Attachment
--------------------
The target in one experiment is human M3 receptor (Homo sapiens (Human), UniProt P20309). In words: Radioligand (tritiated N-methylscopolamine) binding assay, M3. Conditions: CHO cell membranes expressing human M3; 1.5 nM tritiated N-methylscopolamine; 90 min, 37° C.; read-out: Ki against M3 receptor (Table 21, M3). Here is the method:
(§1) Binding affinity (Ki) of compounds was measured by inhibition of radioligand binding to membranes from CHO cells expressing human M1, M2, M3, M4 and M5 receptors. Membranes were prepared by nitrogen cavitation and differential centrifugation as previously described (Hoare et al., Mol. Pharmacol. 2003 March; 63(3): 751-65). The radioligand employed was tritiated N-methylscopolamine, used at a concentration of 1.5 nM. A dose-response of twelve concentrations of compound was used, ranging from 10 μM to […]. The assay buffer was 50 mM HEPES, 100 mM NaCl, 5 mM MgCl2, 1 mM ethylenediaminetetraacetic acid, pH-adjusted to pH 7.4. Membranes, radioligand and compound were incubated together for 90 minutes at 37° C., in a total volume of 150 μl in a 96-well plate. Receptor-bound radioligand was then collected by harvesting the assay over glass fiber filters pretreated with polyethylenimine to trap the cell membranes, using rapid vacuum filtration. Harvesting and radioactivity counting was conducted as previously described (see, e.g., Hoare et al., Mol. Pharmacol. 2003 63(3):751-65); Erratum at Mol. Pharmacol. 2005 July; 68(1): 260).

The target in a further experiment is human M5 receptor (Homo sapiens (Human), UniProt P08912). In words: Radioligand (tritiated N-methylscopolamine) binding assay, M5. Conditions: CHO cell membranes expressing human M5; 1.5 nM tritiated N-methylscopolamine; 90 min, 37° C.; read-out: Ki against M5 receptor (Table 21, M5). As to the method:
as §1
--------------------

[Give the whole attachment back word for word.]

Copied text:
The target in one experiment is human M3 receptor (Homo sapiens (Human), UniProt P20309). In words: Radioligand (tritiated N-methylscopolamine) binding assay, M3. Conditions: CHO cell membranes expressing human M3; 1.5 nM tritiated N-methylscopolamine; 90 min, 37° C.; read-out: Ki against M3 receptor (Table 21, M3). Here is the method:
(§1) Binding affinity (Ki) of compounds was measured by inhibition of radioligand binding to membranes from CHO cells expressing human M1, M2, M3, M4 and M5 receptors. Membranes were prepared by nitrogen cavitation and differential centrifugation as previously described (Hoare et al., Mol. Pharmacol. 2003 March; 63(3): 751-65). The radioligand employed was tritiated N-methylscopolamine, used at a concentration of 1.5 nM. A dose-response of twelve concentrations of compound was used, ranging from 10 μM to […]. The assay buffer was 50 mM HEPES, 100 mM NaCl, 5 mM MgCl2, 1 mM ethylenediaminetetraacetic acid, pH-adjusted to pH 7.4. Membranes, radioligand and compound were incubated together for 90 minutes at 37° C., in a total volume of 150 μl in a 96-well plate. Receptor-bound radioligand was then collected by harvesting the assay over glass fiber filters pretreated with polyethylenimine to trap the cell membranes, using rapid vacuum filtration. Harvesting and radioactivity counting was conducted as previously described (see, e.g., Hoare et al., Mol. Pharmacol. 2003 63(3):751-65); Erratum at Mol. Pharmacol. 2005 July; 68(1): 260).

The target in a further experiment is human M5 receptor (Homo sapiens (Human), UniProt P08912). In words: Radioligand (tritiated N-methylscopolamine) binding assay, M5. Conditions: CHO cell membranes expressing human M5; 1.5 nM tritiated N-methylscopolamine; 90 min, 37° C.; read-out: Ki against M5 receptor (Table 21, M5). As to the method:
as §1